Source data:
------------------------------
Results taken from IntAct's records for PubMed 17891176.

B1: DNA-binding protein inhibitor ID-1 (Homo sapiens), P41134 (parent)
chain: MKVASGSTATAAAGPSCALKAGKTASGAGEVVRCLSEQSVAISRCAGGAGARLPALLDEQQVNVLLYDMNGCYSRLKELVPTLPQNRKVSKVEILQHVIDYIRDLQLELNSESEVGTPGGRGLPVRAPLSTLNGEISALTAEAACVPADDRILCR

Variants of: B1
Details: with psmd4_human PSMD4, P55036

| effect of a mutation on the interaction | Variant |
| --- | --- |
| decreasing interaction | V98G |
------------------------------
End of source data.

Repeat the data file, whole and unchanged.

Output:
Results taken from IntAct's records for PubMed 17891176.

B1: DNA-binding protein inhibitor ID-1 (Homo sapiens), P41134 (parent)
chain: MKVASGSTATAAAGPSCALKAGKTASGAGEVVRCLSEQSVAISRCAGGAGARLPALLDEQQVNVLLYDMNGCYSRLKELVPTLPQNRKVSKVEILQHVIDYIRDLQLELNSESEVGTPGGRGLPVRAPLSTLNGEISALTAEAACVPADDRILCR

Variants of: B1
Details: with psmd4_human PSMD4, P55036

| effect of a mutation on the interaction | Variant |
| --- | --- |
| decreasing interaction | V98G |